Router bit for through mortise?

OK. Now I've got the plunge router. But can someone clue me in on upcut, downcut and compression?
I don't think I need the full primer; I get the basic concept of each. I assume I'll be cutting my through mortises from the side that will show. Thus I'll need the "up" side to be a clean cut. I read that that downcut is better for that, it doesn't have as much tendency to split the wood at the edge. But I'll be cutting through 1.5". It it "bad" to be pushing the chips down in that situation? Or perhaps there's plenty of chip room because of the oval hole? (Of course I won't attempt to go through the whole depth at once). And is there any need for a compression bit here?
One last thing. I haven't even settled on the type of wood yet, but it may end up being Oak. Can I assume that only Carbide is of any use? Can I further assume that only Carbide is of any use for *any* router task?
Ignorant minds want to know.
--
This email has been checked for viruses by Avast antivirus software.
http://www.avast.com
  Click to see the full signature.
Add pictures here
<% if( /^image/.test(type) ){ %>
<% } %>
<%-name%>
Add image file
Upload

Would it be practical to thru drill first so chips from routing can be blow thru easier.
--
--
Bob La Londe
  Click to see the full signature.
Add pictures here
<% if( /^image/.test(type) ){ %>
<% } %>
<%-name%>
Add image file
Upload

Upcut, with some woods (not oak,) can leave a fuzzy edge, never had it chip/spit anything. It helps hold wood to router but that can also pull the bit out of the collet a bit.
Downcut has to keep cutting the chips if not a through hole, clear them often.
Easiest/best(?) is to drill/saw ot most of the hole and clean it up with the router. spiral or straight bit.
Add pictures here
<% if( /^image/.test(type) ){ %>
<% } %>
<%-name%>
Add image file
Upload
On 4/11/2015 7:49 AM, Greg Guarino wrote:

There are no hard and fast rules. Sometimes you have to break the rules but here goes:
in plunge hand held:
upcut is for mortising drilling holes
down cut is for preventing tearout with a bearing for triming veneer
Compression For triming veneer on both sides when using a straight edge or pattern.
In table mounted router reverse the up and down..
There's more, but its really based on the task and the whether you are clearing chips, or protecting tear out.
--
Jeff

Add pictures here
<% if( /^image/.test(type) ){ %>
<% } %>
<%-name%>
Add image file
Upload

Basically, yes. The advantage of the upcut bit is that it throws the chips out of the hole. Anything else, and you'll have to stop every so often and clear the chips out (which is how it was done in the old days, when we only had straight bits).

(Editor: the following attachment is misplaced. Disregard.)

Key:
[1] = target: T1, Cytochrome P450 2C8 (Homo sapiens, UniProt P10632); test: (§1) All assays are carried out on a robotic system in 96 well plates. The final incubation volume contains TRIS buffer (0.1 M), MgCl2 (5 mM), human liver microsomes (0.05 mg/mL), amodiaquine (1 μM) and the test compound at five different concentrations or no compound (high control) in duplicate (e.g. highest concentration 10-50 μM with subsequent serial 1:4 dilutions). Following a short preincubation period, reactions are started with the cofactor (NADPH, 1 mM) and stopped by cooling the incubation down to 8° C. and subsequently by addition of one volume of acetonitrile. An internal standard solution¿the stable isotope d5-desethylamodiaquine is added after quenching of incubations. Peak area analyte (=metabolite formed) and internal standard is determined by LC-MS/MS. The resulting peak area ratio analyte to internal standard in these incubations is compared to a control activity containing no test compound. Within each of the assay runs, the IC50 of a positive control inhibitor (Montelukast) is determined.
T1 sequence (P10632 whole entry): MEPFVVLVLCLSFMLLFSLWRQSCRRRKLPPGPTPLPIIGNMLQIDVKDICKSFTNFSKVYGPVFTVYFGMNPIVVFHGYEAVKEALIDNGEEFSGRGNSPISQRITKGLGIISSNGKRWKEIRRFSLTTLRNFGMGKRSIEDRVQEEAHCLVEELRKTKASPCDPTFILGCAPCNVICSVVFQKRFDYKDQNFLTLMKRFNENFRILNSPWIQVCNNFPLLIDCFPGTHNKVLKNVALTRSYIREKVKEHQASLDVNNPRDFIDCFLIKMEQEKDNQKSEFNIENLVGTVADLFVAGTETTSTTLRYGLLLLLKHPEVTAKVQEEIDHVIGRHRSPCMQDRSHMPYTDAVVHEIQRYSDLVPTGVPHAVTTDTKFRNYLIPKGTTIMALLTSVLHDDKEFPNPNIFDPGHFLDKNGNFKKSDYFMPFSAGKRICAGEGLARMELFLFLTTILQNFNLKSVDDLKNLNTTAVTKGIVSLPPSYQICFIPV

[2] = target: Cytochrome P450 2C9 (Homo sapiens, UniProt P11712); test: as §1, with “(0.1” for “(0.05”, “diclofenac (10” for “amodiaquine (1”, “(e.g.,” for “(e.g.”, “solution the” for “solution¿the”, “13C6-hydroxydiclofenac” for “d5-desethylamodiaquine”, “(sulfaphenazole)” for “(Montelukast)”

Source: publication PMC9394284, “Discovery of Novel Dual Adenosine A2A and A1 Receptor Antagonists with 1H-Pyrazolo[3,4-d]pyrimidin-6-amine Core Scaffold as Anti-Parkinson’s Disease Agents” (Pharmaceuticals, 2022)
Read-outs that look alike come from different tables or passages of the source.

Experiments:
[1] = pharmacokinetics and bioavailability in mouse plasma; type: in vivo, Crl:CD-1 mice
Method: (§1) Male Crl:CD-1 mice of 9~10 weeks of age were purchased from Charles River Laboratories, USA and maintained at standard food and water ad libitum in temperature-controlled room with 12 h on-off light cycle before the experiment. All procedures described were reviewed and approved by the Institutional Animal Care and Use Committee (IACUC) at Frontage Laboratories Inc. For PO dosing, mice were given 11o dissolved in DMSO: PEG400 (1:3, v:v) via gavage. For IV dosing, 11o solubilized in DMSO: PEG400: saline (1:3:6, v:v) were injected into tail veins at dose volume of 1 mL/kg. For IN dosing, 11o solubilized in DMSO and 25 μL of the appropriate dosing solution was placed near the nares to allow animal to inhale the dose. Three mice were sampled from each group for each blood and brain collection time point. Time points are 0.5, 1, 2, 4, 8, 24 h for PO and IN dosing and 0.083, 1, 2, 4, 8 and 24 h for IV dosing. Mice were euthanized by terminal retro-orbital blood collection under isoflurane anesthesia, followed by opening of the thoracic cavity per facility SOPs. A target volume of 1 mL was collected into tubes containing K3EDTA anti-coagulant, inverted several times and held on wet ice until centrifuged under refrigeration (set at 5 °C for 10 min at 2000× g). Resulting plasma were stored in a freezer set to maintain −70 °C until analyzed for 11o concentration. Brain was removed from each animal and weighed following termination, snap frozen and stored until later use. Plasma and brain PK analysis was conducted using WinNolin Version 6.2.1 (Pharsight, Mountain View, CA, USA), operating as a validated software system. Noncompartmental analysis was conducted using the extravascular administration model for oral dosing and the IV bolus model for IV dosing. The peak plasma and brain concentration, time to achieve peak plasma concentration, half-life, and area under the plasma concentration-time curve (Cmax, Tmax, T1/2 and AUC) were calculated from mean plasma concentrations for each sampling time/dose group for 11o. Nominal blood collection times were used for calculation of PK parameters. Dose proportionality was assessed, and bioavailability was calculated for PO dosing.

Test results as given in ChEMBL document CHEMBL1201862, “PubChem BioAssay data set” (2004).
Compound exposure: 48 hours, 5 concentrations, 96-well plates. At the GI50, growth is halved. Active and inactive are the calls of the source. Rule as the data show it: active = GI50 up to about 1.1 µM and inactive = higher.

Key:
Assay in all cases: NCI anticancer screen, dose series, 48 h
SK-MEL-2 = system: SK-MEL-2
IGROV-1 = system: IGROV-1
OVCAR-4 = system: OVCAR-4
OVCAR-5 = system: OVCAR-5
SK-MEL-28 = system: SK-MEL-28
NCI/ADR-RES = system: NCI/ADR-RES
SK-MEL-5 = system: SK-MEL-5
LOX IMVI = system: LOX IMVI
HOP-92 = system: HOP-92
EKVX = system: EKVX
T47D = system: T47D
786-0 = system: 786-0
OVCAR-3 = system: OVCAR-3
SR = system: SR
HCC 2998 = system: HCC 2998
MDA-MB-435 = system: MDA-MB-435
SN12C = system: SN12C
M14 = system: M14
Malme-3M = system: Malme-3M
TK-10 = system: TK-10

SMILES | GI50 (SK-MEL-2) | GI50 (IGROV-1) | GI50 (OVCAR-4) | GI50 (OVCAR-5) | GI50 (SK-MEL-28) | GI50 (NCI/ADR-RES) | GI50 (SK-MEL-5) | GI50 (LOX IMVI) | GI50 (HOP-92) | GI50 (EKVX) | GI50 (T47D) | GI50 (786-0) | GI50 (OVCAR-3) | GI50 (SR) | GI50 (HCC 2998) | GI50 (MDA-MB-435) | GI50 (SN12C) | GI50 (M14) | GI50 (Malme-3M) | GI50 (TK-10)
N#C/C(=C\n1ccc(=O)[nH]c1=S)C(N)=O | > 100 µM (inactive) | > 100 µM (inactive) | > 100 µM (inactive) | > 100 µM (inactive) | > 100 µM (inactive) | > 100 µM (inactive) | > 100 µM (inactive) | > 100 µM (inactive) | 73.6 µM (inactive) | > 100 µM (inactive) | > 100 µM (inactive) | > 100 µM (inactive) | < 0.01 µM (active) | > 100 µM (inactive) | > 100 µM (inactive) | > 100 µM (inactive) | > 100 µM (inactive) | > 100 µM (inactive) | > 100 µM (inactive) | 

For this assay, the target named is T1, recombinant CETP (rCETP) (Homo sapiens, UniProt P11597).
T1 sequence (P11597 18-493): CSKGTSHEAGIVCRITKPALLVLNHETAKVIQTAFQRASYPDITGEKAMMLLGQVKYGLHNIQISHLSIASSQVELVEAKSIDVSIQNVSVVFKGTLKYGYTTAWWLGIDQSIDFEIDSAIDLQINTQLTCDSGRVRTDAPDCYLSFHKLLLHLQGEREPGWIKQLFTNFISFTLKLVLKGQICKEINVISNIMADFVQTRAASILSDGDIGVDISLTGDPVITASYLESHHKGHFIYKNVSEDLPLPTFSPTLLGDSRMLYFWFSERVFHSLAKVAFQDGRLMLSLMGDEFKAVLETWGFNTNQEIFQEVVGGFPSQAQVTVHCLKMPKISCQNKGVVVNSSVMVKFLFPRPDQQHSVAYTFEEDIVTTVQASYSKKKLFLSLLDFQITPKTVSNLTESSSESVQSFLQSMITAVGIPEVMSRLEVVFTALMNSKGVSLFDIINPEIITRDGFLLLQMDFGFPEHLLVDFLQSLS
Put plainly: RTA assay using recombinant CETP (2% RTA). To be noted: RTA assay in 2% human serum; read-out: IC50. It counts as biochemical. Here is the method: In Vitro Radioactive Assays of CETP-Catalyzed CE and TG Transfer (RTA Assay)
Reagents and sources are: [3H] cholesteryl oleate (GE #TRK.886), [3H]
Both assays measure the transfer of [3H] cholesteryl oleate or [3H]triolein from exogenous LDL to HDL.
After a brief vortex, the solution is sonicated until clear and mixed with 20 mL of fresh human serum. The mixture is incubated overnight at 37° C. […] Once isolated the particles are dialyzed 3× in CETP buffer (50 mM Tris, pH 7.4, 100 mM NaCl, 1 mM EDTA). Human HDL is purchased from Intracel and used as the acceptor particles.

No - that's for when you need to cut both sides of an edge at the same time.

That would be my opinion. Can you even buy HSS bits now? I can't see any reason not to use carbide bits for all purposes.
John
Add pictures here
<% if( /^image/.test(type) ){ %>
<% } %>
<%-name%>
Add image file
Upload


Sure.

I can think of some reasons... 1. Easy to sharpen, depending on profile. 2. Sharper than carbide 3. Cheaper than carbide? Used to be true, don't know about now but not a bif deal.
I have a few HSS bits, some more than 40 years old. Obviously, I don't use them all that often anymore. The exception is some HSS spiral bits...I use them when I want the very best cuts.
--

dadiOH
____________________________
  Click to see the full signature.
Add pictures here
<% if( /^image/.test(type) ){ %>
<% } %>
<%-name%>
Add image file
Upload
On 4/11/2015 6:49 AM, Greg Guarino wrote:

Way back when, I used to make mouth blocks for Steven Knight. HE built wooden hand palnes and I manufactured that part for him by the thousands. They amounted to a piece if "Ipe" wood 3/8" thick, 2" widem 3.5" long and had 2 through 3/8" wide slots about 2" long and a 45 degree bevel on one end.
I Holding these pieces I plunged these down on to the router table and on to the router bit and slid the piece along the fence. I would do about 400 slots in one job.
Any way I burned through several carbide straight bits with each session. Then, one day a machinist neighbor brought me a 3/8" 4 flute HSS end mill bit. I never replaced a that bit and it cut probably 1200 slots with no indication of dulling. These things are designed to mill steel, Milling wood is childs play for these type bits.
Having said that there are regular plunge slot cutting bits that have a point on the end. These type bits will do a much better job of plunge cutting if all your slots will be through slots.
If you plunge deep holes you want as large of a bit as possible to prevent deflection. You also want up cut as a deep hole will clog and cause burning and smoking if you use a regular straight bit and or down cut.